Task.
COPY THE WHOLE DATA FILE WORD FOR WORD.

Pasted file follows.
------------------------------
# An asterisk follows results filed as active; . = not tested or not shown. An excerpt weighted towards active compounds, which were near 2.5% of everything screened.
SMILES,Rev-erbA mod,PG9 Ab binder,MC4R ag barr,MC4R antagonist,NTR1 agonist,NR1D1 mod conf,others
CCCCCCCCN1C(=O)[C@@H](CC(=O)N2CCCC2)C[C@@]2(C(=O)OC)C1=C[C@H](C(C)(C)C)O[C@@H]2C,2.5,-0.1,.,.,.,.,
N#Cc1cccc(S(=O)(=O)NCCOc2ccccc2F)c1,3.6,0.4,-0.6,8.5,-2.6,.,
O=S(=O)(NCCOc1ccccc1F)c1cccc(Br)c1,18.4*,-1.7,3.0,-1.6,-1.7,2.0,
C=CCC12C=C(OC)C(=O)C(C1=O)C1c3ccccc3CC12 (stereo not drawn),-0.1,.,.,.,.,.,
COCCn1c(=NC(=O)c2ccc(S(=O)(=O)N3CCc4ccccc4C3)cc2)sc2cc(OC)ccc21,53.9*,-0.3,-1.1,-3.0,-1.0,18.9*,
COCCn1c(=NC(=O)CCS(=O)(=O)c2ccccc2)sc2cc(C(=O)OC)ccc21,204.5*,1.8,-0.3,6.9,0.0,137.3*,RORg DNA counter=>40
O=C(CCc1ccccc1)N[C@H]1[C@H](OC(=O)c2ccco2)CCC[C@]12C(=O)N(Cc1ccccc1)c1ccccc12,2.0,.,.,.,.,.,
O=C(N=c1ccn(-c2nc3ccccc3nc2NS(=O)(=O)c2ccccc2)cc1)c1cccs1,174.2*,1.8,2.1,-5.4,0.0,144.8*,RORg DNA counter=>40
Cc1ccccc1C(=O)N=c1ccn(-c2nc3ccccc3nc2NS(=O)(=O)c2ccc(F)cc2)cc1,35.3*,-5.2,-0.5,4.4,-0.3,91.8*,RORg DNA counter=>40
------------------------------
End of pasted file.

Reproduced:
# An asterisk follows results filed as active; . = not tested or not shown. An excerpt weighted towards active compounds, which were near 2.5% of everything screened.
SMILES,Rev-erbA mod,PG9 Ab binder,MC4R ag barr,MC4R antagonist,NTR1 agonist,NR1D1 mod conf,others
CCCCCCCCN1C(=O)[C@@H](CC(=O)N2CCCC2)C[C@@]2(C(=O)OC)C1=C[C@H](C(C)(C)C)O[C@@H]2C,2.5,-0.1,.,.,.,.,
N#Cc1cccc(S(=O)(=O)NCCOc2ccccc2F)c1,3.6,0.4,-0.6,8.5,-2.6,.,
O=S(=O)(NCCOc1ccccc1F)c1cccc(Br)c1,18.4*,-1.7,3.0,-1.6,-1.7,2.0,
C=CCC12C=C(OC)C(=O)C(C1=O)C1c3ccccc3CC12 (stereo not drawn),-0.1,.,.,.,.,.,
COCCn1c(=NC(=O)c2ccc(S(=O)(=O)N3CCc4ccccc4C3)cc2)sc2cc(OC)ccc21,53.9*,-0.3,-1.1,-3.0,-1.0,18.9*,
COCCn1c(=NC(=O)CCS(=O)(=O)c2ccccc2)sc2cc(C(=O)OC)ccc21,204.5*,1.8,-0.3,6.9,0.0,137.3*,RORg DNA counter=>40
O=C(CCc1ccccc1)N[C@H]1[C@H](OC(=O)c2ccco2)CCC[C@]12C(=O)N(Cc1ccccc1)c1ccccc12,2.0,.,.,.,.,.,
O=C(N=c1ccn(-c2nc3ccccc3nc2NS(=O)(=O)c2ccccc2)cc1)c1cccs1,174.2*,1.8,2.1,-5.4,0.0,144.8*,RORg DNA counter=>40
Cc1ccccc1C(=O)N=c1ccn(-c2nc3ccccc3nc2NS(=O)(=O)c2ccc(F)cc2)cc1,35.3*,-5.2,-0.5,4.4,-0.3,91.8*,RORg DNA counter=>40